ST. PETERSBURG — It's chilling to witness American Stage's performance of Rent in Demens Landing. Tearful voices boom through the heart of a city bookended by luxury waterfront condominiums and parks full of transients.
Tending the homeless population is an ongoing moral tightrope walk for St. Petersburg, which in 2007 saw its own tent city slashed. With Rent, American Stage has touched an open wound.
Jonathan Larson's musical is a story about poverty, about haves and have-nots, about compassion and success. Set in New York's Alphabet City, it follows struggling bohemian artists living without heat. They burn music posters and screenplays in an illegal stove to stay warm. They face eviction by wealthy developers. The neighboring homeless tent city is also in peril, doomed by an encroaching cyber studio and condos.
A chorus of homeless people sing: "Can't you spare a dime or two? Here but for the grace of God go you. You'll be merry. I'll be merry. Though merry ain't in my vocabulary."
Rent creator Larson sought to remake Puccini's La Boheme, but set in the 1990s. He swapped Puccini's tuberculosis with AIDS. He confronted homophobia, mortality, suicide, selling out, hating your parents and celebrating each day as if you will die tomorrow. Larson, in fact, died the day before his show opened off-Broadway.
It's raw. You should know that going in. There are f-words and drug references and an artfully done sex scene. The music is epic, loud and linked with reprises like a jagged puzzle. The set is minimal and interpretive, just like Rent's Broadway staging. A tower of folding chairs strung with colored lights acts as a Christmas tree. The stage is accurate down to a single paper lantern and a phone booth downstage.
When Rent tears you down, it expertly builds you back up with wit. Drag queen Angel, played by the sprightly Ricky Cona, struts around in a Mrs. Claus suit singing a dance song about offing a neighbor's yappy dog for $1,000. Alison Burns shines as bisexual performance artist Maureen, who protests the eviction of the homeless with a beatnik nursery rhyme: "The dish and the spoon, for instance, they were down on their luck. They come knocking on my doghouse door and I said, 'Not in my backyard, utensils! Go back to China!' "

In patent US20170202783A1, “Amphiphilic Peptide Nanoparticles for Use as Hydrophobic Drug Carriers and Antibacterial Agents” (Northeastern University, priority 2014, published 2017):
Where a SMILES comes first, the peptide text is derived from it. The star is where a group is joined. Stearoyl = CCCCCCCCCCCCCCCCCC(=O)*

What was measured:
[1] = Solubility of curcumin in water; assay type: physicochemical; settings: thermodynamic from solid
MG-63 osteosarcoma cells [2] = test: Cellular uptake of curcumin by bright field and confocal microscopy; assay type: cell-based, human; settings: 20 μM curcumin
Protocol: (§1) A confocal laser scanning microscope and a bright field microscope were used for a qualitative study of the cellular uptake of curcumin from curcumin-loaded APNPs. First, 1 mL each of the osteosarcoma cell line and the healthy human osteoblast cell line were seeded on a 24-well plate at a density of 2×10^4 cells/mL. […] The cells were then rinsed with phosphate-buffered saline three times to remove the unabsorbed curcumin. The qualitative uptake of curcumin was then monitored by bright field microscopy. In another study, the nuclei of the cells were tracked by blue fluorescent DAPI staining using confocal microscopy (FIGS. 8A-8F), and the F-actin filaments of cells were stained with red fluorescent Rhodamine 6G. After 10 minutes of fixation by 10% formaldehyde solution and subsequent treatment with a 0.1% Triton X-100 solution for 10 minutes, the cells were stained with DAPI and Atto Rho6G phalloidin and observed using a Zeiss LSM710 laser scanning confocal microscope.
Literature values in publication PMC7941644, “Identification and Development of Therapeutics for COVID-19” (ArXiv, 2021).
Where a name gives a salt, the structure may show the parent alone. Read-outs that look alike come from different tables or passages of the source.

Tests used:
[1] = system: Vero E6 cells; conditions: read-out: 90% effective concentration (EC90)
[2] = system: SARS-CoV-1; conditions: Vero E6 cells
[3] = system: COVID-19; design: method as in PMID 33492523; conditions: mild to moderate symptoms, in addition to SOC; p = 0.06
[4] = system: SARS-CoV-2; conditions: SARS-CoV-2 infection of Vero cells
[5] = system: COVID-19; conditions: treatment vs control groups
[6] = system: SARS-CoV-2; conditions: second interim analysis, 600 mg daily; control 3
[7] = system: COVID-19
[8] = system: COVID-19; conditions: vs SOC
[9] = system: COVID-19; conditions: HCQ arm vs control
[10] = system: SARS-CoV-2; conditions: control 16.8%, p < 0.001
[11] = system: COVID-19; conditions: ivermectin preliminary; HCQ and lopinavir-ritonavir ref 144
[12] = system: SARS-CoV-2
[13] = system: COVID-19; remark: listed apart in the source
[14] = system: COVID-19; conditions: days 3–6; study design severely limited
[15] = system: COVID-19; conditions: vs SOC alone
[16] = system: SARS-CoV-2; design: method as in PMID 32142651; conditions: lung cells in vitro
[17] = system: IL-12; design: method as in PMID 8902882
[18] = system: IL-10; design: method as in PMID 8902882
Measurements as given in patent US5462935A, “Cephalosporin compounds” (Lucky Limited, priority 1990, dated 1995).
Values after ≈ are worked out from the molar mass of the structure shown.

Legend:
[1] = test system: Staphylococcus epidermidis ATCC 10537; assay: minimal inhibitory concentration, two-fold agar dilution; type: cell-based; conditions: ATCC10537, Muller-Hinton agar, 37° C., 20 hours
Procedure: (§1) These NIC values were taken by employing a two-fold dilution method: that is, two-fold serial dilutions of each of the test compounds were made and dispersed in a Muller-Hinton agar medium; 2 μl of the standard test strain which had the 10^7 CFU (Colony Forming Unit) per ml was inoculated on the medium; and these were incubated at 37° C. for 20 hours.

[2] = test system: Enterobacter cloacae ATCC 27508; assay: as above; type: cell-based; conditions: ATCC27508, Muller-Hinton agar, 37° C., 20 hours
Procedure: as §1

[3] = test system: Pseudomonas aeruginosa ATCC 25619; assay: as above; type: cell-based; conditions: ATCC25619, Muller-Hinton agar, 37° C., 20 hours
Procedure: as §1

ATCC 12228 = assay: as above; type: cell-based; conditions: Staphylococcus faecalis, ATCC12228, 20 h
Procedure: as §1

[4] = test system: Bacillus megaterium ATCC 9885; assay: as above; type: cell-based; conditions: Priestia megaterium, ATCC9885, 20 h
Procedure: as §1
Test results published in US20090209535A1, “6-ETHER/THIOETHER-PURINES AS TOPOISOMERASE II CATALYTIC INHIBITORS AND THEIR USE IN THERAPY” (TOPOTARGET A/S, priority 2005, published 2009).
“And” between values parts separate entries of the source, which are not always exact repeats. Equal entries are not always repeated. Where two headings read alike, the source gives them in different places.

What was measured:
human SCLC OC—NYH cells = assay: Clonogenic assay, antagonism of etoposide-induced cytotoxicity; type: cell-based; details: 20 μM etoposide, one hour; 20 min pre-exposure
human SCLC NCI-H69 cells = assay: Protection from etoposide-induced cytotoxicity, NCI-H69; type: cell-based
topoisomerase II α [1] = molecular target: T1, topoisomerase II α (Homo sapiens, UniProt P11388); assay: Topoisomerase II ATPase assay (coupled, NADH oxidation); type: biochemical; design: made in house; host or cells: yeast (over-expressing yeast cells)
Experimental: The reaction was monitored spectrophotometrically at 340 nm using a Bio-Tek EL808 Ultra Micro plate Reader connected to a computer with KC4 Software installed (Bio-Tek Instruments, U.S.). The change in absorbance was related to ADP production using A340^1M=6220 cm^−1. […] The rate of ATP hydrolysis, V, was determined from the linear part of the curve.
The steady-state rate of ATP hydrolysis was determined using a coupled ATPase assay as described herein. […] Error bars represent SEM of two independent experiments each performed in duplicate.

Narrator Mark Cohen, played by Ryan Michael Owens, documents his friends on film amid their strife. Owens is fully committed and has superb comic timing. He's a good counter to Pete Zicky's Roger, a musician who wants to write a meaningful song before he dies of AIDS: "Find glory, beyond the cheap colored lights, one song before the sun sets. Glory, on another empty life."
Legions of drama kids and theater devotees know every single word to Rent. At the New York theater where the show ran for 12 years, walls are scrawled with fan greetings, lyrics and confessions that the show's message changed lives. Serious Rent fans will compare every cast with the original.
Zicky's voice is extremely similar to original cast member Adam Pascal, who also played Roger in the 2005 film adaptation. Clinton Harris soulfully navigates Tom Collins, the show's gay philosophy instructor and arguably most complex character. Lulu Picart, who plays lesbian lawyer Joanne, surprises with a big voice on Seasons of Love, the iconic anthem that opens the second act.
Directed by Eric Davis, American Stage's performance suffered from a few sound problems and slow lighting cues, and it seemed to jar the cast a little. But the energy stayed high until the end, when they all joined in harmony to chant Larson's life-affirming mantra, "No day but today."
Stephanie Hayes can be reached at firstname.lastname@example.org or (727) 893-8857.